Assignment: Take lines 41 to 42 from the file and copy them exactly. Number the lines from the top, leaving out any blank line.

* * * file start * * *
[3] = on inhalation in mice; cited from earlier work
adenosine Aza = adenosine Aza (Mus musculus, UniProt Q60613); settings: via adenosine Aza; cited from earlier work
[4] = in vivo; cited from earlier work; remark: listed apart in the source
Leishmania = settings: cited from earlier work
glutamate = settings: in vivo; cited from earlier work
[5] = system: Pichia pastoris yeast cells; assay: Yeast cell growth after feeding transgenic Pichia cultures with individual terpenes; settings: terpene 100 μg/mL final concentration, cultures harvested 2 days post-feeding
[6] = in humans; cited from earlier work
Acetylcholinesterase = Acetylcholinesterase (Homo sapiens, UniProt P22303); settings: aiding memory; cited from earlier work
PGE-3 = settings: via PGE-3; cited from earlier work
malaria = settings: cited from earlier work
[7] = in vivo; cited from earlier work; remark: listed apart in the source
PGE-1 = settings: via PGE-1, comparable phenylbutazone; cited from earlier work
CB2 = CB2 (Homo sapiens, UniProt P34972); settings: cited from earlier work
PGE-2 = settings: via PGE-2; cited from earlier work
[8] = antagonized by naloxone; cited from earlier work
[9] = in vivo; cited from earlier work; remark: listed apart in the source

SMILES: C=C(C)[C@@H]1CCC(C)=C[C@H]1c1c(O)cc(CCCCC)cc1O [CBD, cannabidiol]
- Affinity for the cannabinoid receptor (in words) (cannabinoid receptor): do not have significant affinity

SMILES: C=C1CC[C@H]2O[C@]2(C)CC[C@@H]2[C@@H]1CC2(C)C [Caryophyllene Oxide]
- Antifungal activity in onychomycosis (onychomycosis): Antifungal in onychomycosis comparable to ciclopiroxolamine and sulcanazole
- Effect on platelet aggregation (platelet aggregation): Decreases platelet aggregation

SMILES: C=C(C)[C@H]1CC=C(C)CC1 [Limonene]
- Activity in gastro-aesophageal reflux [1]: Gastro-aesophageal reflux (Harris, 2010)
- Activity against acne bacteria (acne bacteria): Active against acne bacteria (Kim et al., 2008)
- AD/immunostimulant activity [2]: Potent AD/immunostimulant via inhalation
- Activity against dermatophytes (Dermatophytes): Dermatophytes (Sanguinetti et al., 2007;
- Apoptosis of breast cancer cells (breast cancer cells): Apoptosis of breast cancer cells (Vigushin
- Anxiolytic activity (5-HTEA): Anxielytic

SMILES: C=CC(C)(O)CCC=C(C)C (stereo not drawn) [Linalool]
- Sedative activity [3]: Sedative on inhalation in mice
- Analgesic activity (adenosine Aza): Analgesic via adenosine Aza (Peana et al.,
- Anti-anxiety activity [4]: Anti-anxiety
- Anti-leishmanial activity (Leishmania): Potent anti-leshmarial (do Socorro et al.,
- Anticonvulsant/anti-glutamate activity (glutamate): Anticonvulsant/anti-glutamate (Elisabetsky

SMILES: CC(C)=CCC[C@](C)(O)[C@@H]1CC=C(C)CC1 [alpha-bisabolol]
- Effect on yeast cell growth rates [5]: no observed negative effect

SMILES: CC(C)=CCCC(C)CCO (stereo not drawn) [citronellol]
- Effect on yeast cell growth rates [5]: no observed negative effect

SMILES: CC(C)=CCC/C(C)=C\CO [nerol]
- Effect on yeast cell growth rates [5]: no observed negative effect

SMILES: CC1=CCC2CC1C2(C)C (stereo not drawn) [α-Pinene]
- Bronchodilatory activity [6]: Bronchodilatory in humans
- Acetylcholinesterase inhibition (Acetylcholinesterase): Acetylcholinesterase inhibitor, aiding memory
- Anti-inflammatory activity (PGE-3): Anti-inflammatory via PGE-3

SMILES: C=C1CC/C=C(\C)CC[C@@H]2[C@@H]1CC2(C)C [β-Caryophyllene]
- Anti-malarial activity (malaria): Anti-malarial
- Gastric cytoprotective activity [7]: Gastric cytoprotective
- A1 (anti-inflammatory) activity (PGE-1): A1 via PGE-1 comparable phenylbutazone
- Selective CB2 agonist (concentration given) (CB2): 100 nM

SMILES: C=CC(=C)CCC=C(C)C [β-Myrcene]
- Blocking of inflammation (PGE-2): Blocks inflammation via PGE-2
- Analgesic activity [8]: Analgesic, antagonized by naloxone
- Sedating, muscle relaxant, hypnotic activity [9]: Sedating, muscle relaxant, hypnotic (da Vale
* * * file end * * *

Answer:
SMILES: CC1=CCC2CC1C2(C)C (stereo not drawn) [α-Pinene]
- Bronchodilatory activity [6]: Bronchodilatory in humans